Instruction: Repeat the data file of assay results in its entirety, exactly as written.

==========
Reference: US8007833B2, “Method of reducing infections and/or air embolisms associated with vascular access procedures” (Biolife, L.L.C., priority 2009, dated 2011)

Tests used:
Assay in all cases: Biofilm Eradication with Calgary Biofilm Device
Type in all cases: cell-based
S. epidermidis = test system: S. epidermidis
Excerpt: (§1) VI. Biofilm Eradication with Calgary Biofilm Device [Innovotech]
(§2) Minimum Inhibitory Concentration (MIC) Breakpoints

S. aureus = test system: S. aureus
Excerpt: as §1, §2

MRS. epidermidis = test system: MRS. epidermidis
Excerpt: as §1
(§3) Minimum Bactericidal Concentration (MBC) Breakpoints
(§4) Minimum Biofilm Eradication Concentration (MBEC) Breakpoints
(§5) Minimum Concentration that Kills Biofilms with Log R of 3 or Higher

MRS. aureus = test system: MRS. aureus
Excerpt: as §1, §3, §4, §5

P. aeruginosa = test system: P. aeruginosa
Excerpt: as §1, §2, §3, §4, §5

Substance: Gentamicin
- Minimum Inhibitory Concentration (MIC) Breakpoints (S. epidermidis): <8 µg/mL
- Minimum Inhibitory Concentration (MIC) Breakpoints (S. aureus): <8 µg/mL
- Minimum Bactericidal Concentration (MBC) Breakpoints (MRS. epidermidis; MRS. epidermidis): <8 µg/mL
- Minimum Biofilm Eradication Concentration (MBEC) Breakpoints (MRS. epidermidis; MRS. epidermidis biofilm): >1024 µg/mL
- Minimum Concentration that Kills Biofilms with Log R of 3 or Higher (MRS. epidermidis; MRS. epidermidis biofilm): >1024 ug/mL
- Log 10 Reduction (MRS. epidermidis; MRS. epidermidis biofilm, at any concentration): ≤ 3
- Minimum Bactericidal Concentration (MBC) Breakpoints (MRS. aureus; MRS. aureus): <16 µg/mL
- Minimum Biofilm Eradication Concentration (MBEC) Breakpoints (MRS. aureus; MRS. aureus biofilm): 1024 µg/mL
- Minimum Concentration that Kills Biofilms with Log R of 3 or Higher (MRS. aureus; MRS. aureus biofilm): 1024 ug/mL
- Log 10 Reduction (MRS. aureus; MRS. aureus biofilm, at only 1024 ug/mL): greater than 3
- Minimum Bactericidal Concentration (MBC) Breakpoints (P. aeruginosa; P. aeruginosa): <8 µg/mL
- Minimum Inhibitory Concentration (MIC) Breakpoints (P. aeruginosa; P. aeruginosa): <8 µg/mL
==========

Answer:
Reference: US8007833B2, “Method of reducing infections and/or air embolisms associated with vascular access procedures” (Biolife, L.L.C., priority 2009, dated 2011)

Tests used:
Assay in all cases: Biofilm Eradication with Calgary Biofilm Device
Type in all cases: cell-based
S. epidermidis = test system: S. epidermidis
Excerpt: (§1) VI. Biofilm Eradication with Calgary Biofilm Device [Innovotech]
(§2) Minimum Inhibitory Concentration (MIC) Breakpoints

S. aureus = test system: S. aureus
Excerpt: as §1, §2

MRS. epidermidis = test system: MRS. epidermidis
Excerpt: as §1
(§3) Minimum Bactericidal Concentration (MBC) Breakpoints
(§4) Minimum Biofilm Eradication Concentration (MBEC) Breakpoints
(§5) Minimum Concentration that Kills Biofilms with Log R of 3 or Higher

MRS. aureus = test system: MRS. aureus
Excerpt: as §1, §3, §4, §5

P. aeruginosa = test system: P. aeruginosa
Excerpt: as §1, §2, §3, §4, §5

Substance: Gentamicin
- Minimum Inhibitory Concentration (MIC) Breakpoints (S. epidermidis): <8 µg/mL
- Minimum Inhibitory Concentration (MIC) Breakpoints (S. aureus): <8 µg/mL
- Minimum Bactericidal Concentration (MBC) Breakpoints (MRS. epidermidis; MRS. epidermidis): <8 µg/mL
- Minimum Biofilm Eradication Concentration (MBEC) Breakpoints (MRS. epidermidis; MRS. epidermidis biofilm): >1024 µg/mL
- Minimum Concentration that Kills Biofilms with Log R of 3 or Higher (MRS. epidermidis; MRS. epidermidis biofilm): >1024 ug/mL
- Log 10 Reduction (MRS. epidermidis; MRS. epidermidis biofilm, at any concentration): ≤ 3
- Minimum Bactericidal Concentration (MBC) Breakpoints (MRS. aureus; MRS. aureus): <16 µg/mL
- Minimum Biofilm Eradication Concentration (MBEC) Breakpoints (MRS. aureus; MRS. aureus biofilm): 1024 µg/mL
- Minimum Concentration that Kills Biofilms with Log R of 3 or Higher (MRS. aureus; MRS. aureus biofilm): 1024 ug/mL
- Log 10 Reduction (MRS. aureus; MRS. aureus biofilm, at only 1024 ug/mL): greater than 3
- Minimum Bactericidal Concentration (MBC) Breakpoints (P. aeruginosa; P. aeruginosa): <8 µg/mL
- Minimum Inhibitory Concentration (MIC) Breakpoints (P. aeruginosa; P. aeruginosa): <8 µg/mL